It has been 15 years since Goldie Hawn appeared in a movie. Maybe she should have waited a bit longer instead of hitching her star to Snatched, a comedy that teams her with Amy Schumer. Hawn, who has made her share of successful comedies, this time appears in a formula job that elevates raunch in the service of yuks that are few and far between -- at least for me.
Widely regarded as one of the funnier comics on the planet, Schumer received lots of praise for Trainwreck, a 2015 comedy that she wrote and which Judd Apatow directed. But Schumer didn't write Snatched. That job fell to Katie Dippold, whose credits include the recent Ghostbusters movie (not good) and The Heat (better).
Here, Dippold, with a forgettable assist from director Jonathan Levine (The Night Before and Warm Bodies), provides a platform to showcase Schumer's willingness to go raunchy in ways that become a form of feminist assertion -- and, at least in the past, have hit paydirt.
Schumer plays Emily, a young woman who loses both her job and her boyfriend in the movie's opening scenes. To make matters worse, Emily is stuck with two tickets to Ecuador, a country she planned to visit with the boyfriend who decided he could do better.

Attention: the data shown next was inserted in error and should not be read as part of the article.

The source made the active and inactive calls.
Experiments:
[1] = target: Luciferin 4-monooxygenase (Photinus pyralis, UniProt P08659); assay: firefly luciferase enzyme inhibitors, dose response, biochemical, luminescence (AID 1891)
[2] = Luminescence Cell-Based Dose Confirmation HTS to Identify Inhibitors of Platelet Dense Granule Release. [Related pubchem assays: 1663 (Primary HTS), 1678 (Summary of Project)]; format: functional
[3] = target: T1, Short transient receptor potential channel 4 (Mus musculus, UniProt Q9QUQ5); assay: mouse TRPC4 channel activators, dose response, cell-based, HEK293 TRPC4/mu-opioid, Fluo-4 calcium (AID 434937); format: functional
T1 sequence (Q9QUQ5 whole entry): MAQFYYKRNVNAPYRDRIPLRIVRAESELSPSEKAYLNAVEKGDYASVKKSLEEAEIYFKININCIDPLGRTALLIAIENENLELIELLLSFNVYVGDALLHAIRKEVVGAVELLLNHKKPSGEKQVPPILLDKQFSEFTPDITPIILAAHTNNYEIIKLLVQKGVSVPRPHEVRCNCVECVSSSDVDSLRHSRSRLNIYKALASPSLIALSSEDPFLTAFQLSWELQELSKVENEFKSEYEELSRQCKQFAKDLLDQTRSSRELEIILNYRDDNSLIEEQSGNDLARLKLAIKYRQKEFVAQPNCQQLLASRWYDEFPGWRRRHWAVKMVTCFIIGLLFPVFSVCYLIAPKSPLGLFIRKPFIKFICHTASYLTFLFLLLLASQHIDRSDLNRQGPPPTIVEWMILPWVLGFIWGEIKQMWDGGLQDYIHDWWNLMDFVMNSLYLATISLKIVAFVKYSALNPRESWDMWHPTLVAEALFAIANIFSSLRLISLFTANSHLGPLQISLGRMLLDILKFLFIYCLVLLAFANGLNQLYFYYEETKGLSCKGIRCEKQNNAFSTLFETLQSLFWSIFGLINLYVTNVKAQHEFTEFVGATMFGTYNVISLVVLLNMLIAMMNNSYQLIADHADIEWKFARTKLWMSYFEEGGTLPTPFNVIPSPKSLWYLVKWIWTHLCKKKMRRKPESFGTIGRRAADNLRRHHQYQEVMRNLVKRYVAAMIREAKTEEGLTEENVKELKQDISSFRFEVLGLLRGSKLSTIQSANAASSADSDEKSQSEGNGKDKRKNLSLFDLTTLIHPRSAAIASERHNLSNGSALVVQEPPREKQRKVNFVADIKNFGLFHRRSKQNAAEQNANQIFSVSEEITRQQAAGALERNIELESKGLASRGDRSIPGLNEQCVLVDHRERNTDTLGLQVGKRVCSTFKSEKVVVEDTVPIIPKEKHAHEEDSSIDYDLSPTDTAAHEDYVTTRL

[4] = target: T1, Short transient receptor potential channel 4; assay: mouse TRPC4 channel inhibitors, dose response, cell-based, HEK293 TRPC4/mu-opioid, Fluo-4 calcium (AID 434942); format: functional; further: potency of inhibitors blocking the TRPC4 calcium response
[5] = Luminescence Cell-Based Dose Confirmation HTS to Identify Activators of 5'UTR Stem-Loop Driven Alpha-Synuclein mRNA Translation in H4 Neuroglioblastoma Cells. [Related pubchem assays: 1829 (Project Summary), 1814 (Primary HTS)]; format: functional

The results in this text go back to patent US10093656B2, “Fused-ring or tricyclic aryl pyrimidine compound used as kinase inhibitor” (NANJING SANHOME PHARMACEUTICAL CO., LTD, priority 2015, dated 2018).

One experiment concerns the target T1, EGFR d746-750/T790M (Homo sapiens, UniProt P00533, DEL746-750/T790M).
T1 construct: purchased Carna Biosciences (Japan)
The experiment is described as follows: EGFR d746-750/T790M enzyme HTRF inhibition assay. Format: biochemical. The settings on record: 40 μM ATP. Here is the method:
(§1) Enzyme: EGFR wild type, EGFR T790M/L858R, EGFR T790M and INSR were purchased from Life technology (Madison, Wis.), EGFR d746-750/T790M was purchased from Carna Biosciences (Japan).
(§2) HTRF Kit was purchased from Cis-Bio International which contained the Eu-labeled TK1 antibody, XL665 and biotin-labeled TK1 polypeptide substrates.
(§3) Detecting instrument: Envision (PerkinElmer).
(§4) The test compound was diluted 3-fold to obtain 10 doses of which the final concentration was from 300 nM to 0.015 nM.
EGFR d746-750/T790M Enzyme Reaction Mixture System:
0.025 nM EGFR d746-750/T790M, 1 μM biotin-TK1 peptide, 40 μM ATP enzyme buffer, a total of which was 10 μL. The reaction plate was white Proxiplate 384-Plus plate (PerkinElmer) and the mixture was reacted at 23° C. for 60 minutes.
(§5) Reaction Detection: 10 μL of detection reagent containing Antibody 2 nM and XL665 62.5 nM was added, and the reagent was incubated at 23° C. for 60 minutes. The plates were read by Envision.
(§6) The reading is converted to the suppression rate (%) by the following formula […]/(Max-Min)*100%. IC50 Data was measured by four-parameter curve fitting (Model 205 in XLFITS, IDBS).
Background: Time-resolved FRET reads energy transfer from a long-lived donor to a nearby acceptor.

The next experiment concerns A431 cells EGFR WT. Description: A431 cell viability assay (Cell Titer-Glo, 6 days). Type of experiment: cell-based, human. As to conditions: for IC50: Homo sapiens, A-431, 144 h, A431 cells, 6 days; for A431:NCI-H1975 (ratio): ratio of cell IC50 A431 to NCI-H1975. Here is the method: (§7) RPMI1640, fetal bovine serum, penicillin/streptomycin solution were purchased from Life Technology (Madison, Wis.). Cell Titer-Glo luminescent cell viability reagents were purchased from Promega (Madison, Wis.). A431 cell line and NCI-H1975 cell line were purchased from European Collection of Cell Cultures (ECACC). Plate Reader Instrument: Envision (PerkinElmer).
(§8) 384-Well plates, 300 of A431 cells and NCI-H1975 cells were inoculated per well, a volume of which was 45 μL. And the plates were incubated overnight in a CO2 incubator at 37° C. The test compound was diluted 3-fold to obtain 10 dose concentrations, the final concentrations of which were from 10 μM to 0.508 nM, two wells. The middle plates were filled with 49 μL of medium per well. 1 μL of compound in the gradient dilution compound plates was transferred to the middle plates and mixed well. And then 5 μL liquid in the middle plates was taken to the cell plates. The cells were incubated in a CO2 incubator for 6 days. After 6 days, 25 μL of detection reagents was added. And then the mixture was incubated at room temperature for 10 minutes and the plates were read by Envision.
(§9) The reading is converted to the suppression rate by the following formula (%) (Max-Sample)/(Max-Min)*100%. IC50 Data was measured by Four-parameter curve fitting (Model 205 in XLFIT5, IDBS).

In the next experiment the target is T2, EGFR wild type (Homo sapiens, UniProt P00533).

Unable to persuade any friend to accompany her to Ecuador, Emily coerces her reluctant mother (Hawn) into joining her for an adventure. Emily also has a brother (Ike Barinholtz), an emotionally hampered adult who still lives with his mother and who's unable to leave the house. Why? Because he's the comedy's demonstrably (and annoyingly) neurotic character -- as opposed to Emily, a character defined by her self-absorption.
Once in Ecuador, Emily is lured into a trap that results in mother and daughter being kidnapped. During the course of their prolonged escape, Emily manages to put a spear through someone's throat for what she insists should be seen as an "accidental murder." She also must rid herself of a colossally sized tape worm that's extracted from her mouth by a couple of locals who lure the bug from her by dangling a hunk of meat in front of Emily's face, perhaps the movie's biggest laugh.
Wanda Sykes and Joan Cusack appear in roles that could have added welcome strangeness had they been around more. Their rough-and-ready characters eventually try to rescue Emily and her Mom.
Fairness compels me to tell you that a preview audience reacted more favorably to the movie than I did, but for me, the movie's few random chuckles were matched by a significantly larger number of scowls as I watched two talented women sweat their way through the Amazon.